New to color theory? Check out our basic color theory post before reading the below.
In this post about advanced color theory, we’re going to take a look at how I use three advanced color theories in my food photography and show you how you can too.
Now, just remember when it comes to color theory in food photography, it’s all about creating visual interest and harmony in our work.
Now let’s jump straight into our first theory!
The 3 Advanced Color Theories
To jump straight to each advanced color theory, click the links below.
Advanced Color Theory: Split Complementary
Split complementary colors, is a more advanced take on complementary colors. It allows us to be a little more flexible by adding in a third color to our palette.
I cover complementary colors in my basic color theory post, so be sure to check that post out before reading on if you are new to color theory.
So when we’re looking with complementary colors, we’re looking at colors on the opposite side of the color wheel. So split complementary colors is gonna take it up a notch.
Instead of just using orange and blue, we’re going to anchor our color at blue, and then we’re going to use two colors on the opposite side. So this might be using a combination of yellow and orange. We’re not looking directly at the opposite anymore. We’re looking at the two adjacent colors opposite to the first color.
Let’s talk about this whiskey sour shot with a brûléed orange on the top. I’m using split complementary colors of blue and anchoring it with those adjacent colors on the other side of the color wheel, which are orange and red.
Another example of advanced color theory would be to use pink, yellow, and green. In this French 75 cocktail, we have a beautiful pink bubbly cocktail with a gorgeous yellow garnish paired with a nice green velvet for the background.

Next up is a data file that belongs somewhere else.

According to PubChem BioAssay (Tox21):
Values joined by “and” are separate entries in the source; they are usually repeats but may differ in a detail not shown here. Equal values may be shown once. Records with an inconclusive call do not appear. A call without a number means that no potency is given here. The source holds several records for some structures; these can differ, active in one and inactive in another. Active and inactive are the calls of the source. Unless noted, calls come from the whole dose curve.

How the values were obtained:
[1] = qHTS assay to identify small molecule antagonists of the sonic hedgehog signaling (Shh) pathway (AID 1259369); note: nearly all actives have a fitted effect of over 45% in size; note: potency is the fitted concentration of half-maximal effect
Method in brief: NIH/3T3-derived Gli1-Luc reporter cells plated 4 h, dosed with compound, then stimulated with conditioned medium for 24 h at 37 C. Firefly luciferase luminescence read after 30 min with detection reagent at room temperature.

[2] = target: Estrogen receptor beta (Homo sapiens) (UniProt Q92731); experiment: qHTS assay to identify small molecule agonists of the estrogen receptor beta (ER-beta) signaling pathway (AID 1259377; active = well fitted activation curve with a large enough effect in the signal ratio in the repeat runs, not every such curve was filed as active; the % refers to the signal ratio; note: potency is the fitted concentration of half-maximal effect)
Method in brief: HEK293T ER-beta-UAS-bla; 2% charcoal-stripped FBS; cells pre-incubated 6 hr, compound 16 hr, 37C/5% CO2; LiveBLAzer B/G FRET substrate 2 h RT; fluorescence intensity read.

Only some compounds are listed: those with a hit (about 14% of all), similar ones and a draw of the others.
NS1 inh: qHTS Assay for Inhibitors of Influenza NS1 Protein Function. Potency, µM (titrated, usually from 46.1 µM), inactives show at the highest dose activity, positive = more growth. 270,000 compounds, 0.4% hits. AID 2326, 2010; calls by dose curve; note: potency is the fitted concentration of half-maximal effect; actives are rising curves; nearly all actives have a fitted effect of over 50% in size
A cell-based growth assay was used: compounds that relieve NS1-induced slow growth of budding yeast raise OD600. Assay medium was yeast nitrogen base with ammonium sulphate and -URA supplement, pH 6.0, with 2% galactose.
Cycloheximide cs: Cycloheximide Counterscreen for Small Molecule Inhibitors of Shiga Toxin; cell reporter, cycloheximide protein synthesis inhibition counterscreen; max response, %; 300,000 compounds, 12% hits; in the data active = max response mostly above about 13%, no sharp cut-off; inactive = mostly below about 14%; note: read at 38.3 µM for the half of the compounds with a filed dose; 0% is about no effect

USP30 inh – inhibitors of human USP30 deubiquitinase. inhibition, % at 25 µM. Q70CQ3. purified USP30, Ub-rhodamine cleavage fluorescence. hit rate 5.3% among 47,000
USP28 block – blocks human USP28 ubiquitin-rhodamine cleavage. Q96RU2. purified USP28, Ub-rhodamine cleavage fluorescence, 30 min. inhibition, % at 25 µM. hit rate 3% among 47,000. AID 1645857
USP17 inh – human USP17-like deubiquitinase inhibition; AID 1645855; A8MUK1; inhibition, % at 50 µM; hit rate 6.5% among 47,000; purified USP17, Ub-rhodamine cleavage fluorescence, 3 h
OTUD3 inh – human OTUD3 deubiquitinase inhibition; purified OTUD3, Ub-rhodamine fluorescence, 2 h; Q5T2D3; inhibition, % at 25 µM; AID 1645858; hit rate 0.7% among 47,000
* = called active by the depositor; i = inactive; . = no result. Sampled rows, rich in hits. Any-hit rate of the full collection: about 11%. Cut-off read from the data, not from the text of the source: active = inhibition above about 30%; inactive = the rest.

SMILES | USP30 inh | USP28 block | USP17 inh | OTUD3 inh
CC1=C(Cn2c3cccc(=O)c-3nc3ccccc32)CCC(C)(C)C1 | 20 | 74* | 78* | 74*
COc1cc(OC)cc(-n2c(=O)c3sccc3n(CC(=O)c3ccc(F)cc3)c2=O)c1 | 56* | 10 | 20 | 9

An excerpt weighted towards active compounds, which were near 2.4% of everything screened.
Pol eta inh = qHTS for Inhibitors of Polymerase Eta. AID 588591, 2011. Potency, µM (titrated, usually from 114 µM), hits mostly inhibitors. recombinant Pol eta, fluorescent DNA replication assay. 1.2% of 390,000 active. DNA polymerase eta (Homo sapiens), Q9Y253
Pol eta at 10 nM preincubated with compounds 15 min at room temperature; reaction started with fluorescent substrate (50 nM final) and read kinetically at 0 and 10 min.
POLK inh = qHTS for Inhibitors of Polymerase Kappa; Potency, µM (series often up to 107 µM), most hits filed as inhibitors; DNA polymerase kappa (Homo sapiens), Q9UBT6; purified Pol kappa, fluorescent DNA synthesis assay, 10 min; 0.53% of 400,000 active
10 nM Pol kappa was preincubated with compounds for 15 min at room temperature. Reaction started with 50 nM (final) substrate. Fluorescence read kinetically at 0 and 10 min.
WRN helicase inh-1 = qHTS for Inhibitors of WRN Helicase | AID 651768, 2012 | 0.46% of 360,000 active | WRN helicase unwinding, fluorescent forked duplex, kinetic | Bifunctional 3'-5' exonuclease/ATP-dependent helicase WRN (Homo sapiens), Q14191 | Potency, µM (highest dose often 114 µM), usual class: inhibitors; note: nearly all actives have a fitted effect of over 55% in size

Tip: Split complementary colors are really useful when you’re trying to think about three colors that you want to pair.
When we’re new to advanced color theory we can get hung up thinking we can only use combinations like blue and orange together. But if you think about it, sometimes orange, yellow and red sort of blend into one another.
This would be when implementing split complementary can help us wrap our heads around the variations of colors that we have in food.
Triatic Advanced Color Theory
Here we’re using colors that are spread evenly throughout the color wheel. Think about an equilateral triangle, if you could remember all the way back to high school, we’re going to be using that triangle within the color wheel to pick three colors that are evenly distributed.
An example of that would be blue, pink, and yellow. Here I have used that in this beautiful pink lemon shot. So we have a beautiful pink meringue with a lemon. It was just really easy to think about this particular color palette and pair it with a blue background.
In this frozen cocktail photo, I used a combination of purple green and yellow distributed evenly throughout the color wheel. That really helped me pick a garnish that was going to work within color theory and make everything look harmonised.
#3 Diad Colors – My Favorite of The Three
This is one of my personal favourites. When it comes to advanced color theory, I like to go down the road of less is more, and I love to focus on two colors and really make them shine. So this is where I use diad colors.
With diad colors, we are looking at colors next to each other on the color wheel, but that are separated by one color.
An example of the difference between diad and analogous colors would be red and yellow. In this Negroni shot here, I’ve paired this gorgeous red liquid with a yellow garnish and it just works so well together.
If you’re really struggling to think, how do I pair two color? Using the diad color theory is a really good choice.
I have often used purple and orange colors together. I never thought that I would use those two colors together, but they actually work really well.
If we take a look at this frozen grapefruit drink here, I’ve paired the purple gin, with orange in the grapefruit slice here. When I created this photo, I wasn’t actually thinking about color. I was thinking about the ingredients and the taste. Was it going to match the color of the gin?
To learn more about color in Food Photography, check out my related blog posts: